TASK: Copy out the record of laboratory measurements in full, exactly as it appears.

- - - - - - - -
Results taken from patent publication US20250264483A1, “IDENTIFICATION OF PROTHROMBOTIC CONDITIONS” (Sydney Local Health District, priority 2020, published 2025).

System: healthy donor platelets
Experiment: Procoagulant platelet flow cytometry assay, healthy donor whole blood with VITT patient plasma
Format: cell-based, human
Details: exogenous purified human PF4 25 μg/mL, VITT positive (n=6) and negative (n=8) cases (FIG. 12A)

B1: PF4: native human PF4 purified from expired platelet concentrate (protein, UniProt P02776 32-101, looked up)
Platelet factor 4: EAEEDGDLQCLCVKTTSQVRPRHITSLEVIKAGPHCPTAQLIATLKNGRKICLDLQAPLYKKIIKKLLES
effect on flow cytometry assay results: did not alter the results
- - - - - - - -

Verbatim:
Results taken from patent publication US20250264483A1, “IDENTIFICATION OF PROTHROMBOTIC CONDITIONS” (Sydney Local Health District, priority 2020, published 2025).

System: healthy donor platelets
Experiment: Procoagulant platelet flow cytometry assay, healthy donor whole blood with VITT patient plasma
Format: cell-based, human
Details: exogenous purified human PF4 25 μg/mL, VITT positive (n=6) and negative (n=8) cases (FIG. 12A)

B1: PF4: native human PF4 purified from expired platelet concentrate (protein, UniProt P02776 32-101, looked up)
Platelet factor 4: EAEEDGDLQCLCVKTTSQVRPRHITSLEVIKAGPHCPTAQLIATLKNGRKICLDLQAPLYKKIIKKLLES
effect on flow cytometry assay results: did not alter the results